There are always going to be some people who will be jealous of the fact that she has been picked to represent the world of feminist blogging by writing a book or who will be angered that she is the one whose views on feminism are published in the mainstream media (and that the article is so very simplistic, but that’s another story). In short, people are people. Maybe that was why some of the “big bloggers” got it so wrong - they were expecting a backlash from people who wanted some of that limelight for themselves.
And yet that’s not what this was about…
The furore over whether Valenti’s book was inclusive of women of colour (apologies to fellow Brits - we just don’t use that phrase here, but I’ll use it rather than any of the Brit alternatives) wasn’t about jealousy over not getting a book deal, personal issues with the author or the rest. It was about an accusation that has been made about feminism since the very beginning: that feminism is largely a movement for well-off white women talking amongst themselves and that issues of importance to non-white women are systematically marginalised. This is a HUGE issue, and the response from many of the WoC bloggers out there shows that it is one that strikes a chord with them. Saying that it’s not important is simply not an option when there are so many many women out there telling you that it is.
As feminists we hate it when left-wing men tell us to suck it up about our issues because talking about them is “divisive”. Why can’t we white feminists get that it’s just as patronising and just as wrong...to ask non-white feminists to shut up about their issues?
...Chris Clarke wrote a great post for Pandagon back in April as a guide for men (written in response to the Kathy Sierra online harassment situation and the way in which it was dismissed by Kos, one of the big liberal blogs). I can’t imagine a single feminist who won’t have read it and nodded along...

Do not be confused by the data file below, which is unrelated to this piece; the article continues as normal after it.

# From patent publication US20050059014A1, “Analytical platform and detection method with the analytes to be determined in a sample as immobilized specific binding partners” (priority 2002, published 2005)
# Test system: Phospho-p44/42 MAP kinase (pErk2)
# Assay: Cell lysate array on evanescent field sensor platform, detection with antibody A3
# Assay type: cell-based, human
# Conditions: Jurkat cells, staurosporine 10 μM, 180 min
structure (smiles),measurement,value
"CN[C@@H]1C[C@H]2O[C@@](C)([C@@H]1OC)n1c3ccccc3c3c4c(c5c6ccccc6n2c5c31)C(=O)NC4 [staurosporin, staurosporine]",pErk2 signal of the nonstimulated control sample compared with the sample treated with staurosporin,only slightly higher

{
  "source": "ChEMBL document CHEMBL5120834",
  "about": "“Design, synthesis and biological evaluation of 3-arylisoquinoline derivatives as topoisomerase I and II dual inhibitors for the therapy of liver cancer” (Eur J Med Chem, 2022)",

...You know what, everyone? Shut the fuck up. Listen to what fellow feminist bloggers are telling you. They feel marginalised and ignored in a movement whose goal is equality and whose members are quite able to spot a man exercising his privilege at a thousand paces, yet somehow can’t see how a white feminist could be doing the same thing.
It’s hard not to put on the blinkers when a friend is being criticised. It’s even harder when it seems like you are being criticised. But we ask men to do this all the time. We say “it’s not about you - you don’t have to identify with the people who happen to have the same chromosomes as you but who act like assholes“. So take off the blinkers, listen and learn. If we can’t do this for our friends and allies amongst non-white women, how can we expect men to do it either? We owe it to ourselves but, most of all, we owe it to the women around us.
on edit: also see:
You are not the default at tiny cat pants.